Even after all the reported attacks and threats, utilities still view security as a cost center and remain challenged to allocate security funding beyond compliance minimums.
But there is progress, according to Pike Research’s Smart Grid Industrial Control System Security report on the smart grid.
Moving at a snail’s pace, the discussion of ICS security among utilities, vendors, systems integrators, and public regulators is more common now.
Along those lines, the market for smart grid ICS cyber security will reach $369 million in 2012 and grow to $608 million by 2020, according to the report.
Utilities as a group appear better informed of cyber risks to their grids and substations. Operations teams are better aware of cyber security issues and expect vendors to understand how their grids operate before they will discuss any purchases, according to the report.
Services engagements are more common than one year ago, which could mean more cyber security deployments within the next one to two years. However, the level of education varies from one utility to the next, with driving the dialogue while others ask open-ended questions such as, “What do I need to do to secure my distribution grid?”
Security providers that specialize in control systems security remain optimistic – they are receiving more requests for proposals (RFPs) than ever and have a great deal of work. In contrast, general-purpose security vendors take a mixed view of the market, with some vendors not yet seeing growth.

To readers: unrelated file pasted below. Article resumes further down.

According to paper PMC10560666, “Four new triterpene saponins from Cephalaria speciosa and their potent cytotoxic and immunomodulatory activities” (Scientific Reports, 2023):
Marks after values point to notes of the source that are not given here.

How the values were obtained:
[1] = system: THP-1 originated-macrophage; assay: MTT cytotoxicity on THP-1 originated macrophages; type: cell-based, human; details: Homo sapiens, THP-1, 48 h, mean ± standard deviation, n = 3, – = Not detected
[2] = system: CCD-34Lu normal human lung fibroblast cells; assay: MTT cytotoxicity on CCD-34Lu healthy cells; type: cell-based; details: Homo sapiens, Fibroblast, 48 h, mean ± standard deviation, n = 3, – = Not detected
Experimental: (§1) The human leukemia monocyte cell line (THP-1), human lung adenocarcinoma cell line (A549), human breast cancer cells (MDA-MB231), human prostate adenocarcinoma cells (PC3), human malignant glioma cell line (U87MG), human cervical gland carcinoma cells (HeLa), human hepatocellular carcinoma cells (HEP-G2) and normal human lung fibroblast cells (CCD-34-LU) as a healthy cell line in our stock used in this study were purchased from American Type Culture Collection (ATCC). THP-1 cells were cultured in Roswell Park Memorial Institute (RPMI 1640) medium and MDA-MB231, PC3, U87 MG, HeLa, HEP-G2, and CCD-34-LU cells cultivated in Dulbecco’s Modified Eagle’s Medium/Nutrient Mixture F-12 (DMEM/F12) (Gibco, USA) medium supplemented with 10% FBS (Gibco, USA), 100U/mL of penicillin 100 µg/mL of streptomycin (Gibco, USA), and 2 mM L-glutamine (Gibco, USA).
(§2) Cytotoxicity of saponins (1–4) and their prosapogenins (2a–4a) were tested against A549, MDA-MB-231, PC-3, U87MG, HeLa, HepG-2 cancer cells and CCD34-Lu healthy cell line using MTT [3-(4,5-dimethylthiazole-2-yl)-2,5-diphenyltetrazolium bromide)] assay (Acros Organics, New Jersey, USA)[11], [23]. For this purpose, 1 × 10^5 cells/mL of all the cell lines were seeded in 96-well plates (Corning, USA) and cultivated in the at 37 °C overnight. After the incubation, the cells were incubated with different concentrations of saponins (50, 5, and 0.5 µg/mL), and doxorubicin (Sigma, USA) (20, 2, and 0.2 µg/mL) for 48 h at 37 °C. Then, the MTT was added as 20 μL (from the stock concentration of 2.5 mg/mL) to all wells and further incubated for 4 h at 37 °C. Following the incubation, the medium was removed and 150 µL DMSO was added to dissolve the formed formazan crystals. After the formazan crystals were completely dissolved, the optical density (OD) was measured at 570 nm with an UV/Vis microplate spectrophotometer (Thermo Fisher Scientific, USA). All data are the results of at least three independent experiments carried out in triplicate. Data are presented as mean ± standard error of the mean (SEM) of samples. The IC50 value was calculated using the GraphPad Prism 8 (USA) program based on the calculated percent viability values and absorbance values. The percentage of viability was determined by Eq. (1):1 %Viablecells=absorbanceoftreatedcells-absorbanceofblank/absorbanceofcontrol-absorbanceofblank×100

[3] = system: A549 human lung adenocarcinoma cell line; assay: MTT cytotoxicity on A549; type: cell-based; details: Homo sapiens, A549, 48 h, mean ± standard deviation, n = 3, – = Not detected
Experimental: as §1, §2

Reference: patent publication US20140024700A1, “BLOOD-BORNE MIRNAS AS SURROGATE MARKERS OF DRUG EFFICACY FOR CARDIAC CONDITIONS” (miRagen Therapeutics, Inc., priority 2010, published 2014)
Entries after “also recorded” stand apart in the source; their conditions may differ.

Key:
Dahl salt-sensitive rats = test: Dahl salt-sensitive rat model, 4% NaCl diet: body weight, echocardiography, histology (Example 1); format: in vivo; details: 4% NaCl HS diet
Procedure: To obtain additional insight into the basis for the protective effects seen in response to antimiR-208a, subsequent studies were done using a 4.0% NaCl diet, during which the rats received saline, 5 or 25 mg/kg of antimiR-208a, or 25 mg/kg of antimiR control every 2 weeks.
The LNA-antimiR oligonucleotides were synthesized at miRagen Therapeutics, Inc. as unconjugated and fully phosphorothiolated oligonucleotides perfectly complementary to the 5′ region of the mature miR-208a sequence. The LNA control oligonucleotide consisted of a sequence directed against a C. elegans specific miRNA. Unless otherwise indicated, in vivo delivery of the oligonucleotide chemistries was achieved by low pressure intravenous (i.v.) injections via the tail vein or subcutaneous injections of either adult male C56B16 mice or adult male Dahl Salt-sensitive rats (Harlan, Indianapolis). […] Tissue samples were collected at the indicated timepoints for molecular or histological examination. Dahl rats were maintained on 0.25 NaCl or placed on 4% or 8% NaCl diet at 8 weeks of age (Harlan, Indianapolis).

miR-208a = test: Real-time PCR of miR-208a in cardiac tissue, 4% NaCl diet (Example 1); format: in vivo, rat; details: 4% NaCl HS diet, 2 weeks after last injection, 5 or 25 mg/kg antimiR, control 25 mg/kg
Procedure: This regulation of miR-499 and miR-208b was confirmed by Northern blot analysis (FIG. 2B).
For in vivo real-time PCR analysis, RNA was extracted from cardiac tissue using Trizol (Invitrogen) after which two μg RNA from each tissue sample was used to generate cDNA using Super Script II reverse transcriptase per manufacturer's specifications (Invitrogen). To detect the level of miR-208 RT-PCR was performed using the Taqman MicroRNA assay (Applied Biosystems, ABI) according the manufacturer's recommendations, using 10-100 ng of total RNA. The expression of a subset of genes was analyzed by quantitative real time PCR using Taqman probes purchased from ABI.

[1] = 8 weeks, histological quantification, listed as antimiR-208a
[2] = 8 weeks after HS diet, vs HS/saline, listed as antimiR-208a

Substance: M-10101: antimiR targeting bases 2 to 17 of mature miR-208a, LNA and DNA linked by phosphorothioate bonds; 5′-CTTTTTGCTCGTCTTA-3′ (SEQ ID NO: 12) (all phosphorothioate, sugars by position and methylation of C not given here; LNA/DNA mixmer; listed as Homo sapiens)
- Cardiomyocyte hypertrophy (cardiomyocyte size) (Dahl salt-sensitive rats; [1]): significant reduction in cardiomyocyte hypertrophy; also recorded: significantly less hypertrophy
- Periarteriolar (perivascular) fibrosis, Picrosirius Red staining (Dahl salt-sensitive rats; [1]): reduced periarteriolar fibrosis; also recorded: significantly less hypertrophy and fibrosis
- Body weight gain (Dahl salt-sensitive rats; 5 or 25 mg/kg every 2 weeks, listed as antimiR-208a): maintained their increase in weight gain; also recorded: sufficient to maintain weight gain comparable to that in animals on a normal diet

Vendor approaches to the market also vary: Some strategically propose a full cyber security solution for an entire control network, while others take a more tactical approach and propose only solving specific problems. Whether taking a strategic or a tactical approach, security providers must orient their discussions with utilities around solving operational and business problems, not technical concepts.
Technology innovation for smart grid ICS security remains stagnant, the report said.
One vendor said, “For the past three years, I have seen the same vendors at every conference, giving the same presentations.” The selection of products available today is sufficient to secure a control system. However, more innovation would be welcome, especially in the areas of threat management and staff efficiency.
The main obstacle to secure control systems is simply the will to allocate enough budget to achieve a secure environment. Despite the improved awareness, utilities remain challenged to allocate security funding beyond that needed for compliance minimums.
“The shallow growth curve for ICS cyber security through the remainder of the decade reflects utilities’ historically measured approach to technology upgrades—the focus on reliability trumps any abrupt shift to the next great thing,” said senior research analyst Bob Lockhart.
“Despite the improved awareness of potential threats and risks, many utilities remain reluctant to allocate security funding beyond that needed for compliance minimums,” he said. “That will change as the technology improves, prices go down, and the cost of complacency becomes more apparent.”